Administrative Justice - towards Integrity in Government
Creyke, Robin, Melbourne University Law Review
[The concept of administrative justice--justice within the administrative law system is a relatively new one and has received less sustained attention in Australia than elsewhere. This article notes the history of the concept in Australia, how it is used, and examines which bodies should be subject to administrative justice. The most vexed issue, however, is how to assess whether administrative justice has been achieved. By what standard is administrative justice to be measured? The author has chosen a methodology based on that adopted by Australian researchers who mapped national integrity systems. Since administrative law bodies were among the government agencies selected for that research, the hypothesis is that a methodology which applies to the whole can apply equally to the parts. That methodology, was used to map the strengths and weaknesses of the administrative law system, and how coherently the system operates. The results showed that the coherence of parts of the system is questionable and that there are weaknesses in the system, but at the margins, not its core. Overall, the system was providing the outcomes for which it was established. The upshot is that although the definition of administrative justice remains elusive, a start has been made. The tools to undertake the task have been identified and it is now for administrative law institutions' and others in the administrative law community to build on these steps so that this concept--integral to the administrative law system can be better understood.]
CONTENTS I Introduction II The Modern System of Australian Administrative Law III The Concept of 'Administrative Justice' in Australia A 'Administrative Justice' in the Literature 1 Early Writings--The Kerr Committee Report 2 Later Developments B Administrative Law Institutions in Which Administrative Justice Applies 1 Early Writings 2 Later Articles, Chapters and Reports 3 Textbook Writers 4 Courts C Measuring Administrative Justice D A Culture of Administrative Justice IV Administrative Justice: Key Component of Integrity in Government A The NISA Study B NISA Methodology 1 Identification of Administrative Justice Institutions 2 Analysis of the Strengths and Weaknesses of the Institutions C Coherence of System V Conclusion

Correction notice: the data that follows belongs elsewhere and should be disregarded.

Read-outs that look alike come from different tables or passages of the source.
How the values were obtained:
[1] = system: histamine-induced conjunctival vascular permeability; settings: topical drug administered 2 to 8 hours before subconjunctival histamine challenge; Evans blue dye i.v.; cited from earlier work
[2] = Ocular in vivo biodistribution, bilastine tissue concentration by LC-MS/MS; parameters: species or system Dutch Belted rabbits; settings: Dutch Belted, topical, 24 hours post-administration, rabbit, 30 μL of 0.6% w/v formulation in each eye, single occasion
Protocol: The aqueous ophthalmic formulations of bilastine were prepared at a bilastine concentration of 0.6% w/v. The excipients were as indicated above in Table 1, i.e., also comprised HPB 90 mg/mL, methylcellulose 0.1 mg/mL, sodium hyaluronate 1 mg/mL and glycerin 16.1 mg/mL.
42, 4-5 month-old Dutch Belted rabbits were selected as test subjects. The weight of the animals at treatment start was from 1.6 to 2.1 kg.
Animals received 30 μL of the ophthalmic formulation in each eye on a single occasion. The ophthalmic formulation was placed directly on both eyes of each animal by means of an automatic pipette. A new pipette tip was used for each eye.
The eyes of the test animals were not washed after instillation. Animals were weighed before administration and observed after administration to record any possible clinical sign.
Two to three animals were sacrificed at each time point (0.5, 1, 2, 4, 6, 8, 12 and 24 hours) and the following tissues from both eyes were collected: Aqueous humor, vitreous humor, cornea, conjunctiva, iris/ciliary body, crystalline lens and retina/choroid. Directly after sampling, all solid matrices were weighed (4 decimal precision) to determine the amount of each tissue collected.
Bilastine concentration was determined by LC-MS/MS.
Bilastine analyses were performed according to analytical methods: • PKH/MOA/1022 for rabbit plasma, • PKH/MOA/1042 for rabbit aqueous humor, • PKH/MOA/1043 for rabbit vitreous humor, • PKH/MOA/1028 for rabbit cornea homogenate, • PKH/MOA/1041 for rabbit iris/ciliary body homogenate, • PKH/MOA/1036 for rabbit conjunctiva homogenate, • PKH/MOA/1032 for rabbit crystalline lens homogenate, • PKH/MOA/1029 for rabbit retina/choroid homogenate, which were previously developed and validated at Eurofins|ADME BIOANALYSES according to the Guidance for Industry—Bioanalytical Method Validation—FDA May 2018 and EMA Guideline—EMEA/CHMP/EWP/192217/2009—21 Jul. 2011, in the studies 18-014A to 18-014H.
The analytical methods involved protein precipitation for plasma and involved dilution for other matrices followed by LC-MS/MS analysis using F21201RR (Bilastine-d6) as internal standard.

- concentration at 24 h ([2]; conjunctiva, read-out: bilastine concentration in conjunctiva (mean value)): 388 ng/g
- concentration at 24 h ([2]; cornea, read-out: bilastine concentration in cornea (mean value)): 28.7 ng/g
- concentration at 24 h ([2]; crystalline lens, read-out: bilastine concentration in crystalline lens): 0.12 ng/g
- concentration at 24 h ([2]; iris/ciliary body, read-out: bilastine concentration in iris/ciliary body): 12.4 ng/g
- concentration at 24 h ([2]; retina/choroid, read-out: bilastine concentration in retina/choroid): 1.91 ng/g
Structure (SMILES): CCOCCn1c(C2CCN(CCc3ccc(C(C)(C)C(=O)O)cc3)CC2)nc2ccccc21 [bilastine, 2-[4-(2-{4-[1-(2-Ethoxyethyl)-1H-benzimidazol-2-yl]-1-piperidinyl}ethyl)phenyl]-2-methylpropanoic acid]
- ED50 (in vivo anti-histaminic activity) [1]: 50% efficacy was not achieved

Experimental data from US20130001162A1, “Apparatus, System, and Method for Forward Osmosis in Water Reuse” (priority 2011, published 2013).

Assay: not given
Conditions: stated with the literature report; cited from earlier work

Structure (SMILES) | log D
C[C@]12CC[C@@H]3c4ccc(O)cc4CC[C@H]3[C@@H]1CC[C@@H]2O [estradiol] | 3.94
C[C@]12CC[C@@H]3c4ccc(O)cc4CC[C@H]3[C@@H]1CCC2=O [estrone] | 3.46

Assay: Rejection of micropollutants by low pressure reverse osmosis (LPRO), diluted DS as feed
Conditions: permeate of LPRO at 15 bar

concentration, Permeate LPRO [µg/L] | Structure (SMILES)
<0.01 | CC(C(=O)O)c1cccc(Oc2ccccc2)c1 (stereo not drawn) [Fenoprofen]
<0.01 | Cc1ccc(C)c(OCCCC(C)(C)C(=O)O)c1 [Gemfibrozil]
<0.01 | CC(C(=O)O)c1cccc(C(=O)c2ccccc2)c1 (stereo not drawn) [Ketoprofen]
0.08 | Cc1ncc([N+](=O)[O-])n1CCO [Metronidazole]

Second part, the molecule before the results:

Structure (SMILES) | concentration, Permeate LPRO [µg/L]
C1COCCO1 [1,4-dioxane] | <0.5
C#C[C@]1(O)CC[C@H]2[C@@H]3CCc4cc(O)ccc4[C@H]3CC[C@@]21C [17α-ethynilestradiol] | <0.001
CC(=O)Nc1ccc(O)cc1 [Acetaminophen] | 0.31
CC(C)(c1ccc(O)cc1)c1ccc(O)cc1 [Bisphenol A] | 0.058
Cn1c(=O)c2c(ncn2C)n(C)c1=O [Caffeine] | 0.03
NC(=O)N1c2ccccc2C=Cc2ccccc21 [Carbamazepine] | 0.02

The concept of 'administrative justice' is a relatively new one. Although the early practitioners in Australia's administrative law system used the expression, it went into abeyance in the late 1980s and did not re-emerge until the turn of this century. With its re-emergence, however, it is timely to explore its meaning. Despite its relative novelty in the lexicon, the importance of the concept has been widely appreciated. As Sir Anthony Mason put it, '[a]dministrative justice is now as important to the citizen as traditional justice at the hands of the orthodox court system'. (1) However, there appears to be no agreement in Australian discourse as to its meaning. The observation by Sir Anthony underlines another justification for exploring the concept. A heightened consciousness of human rights in Australia has fuelled an interest in identifying the extent to which individual elements of administrative law might be developing into some form of human right. (2) At the same time, there is recognition of a competing goal, namely, 'to maximise the common good' as expressed through statutory schemes affecting citizens. (3) The conflict between these views deserves an airing.
For the purposes of this article, it is accepted that the place of administrative justice is within that branch of the law known as administrative law. That is because it is through administrative law institutions and principles that administrative justice is provided. …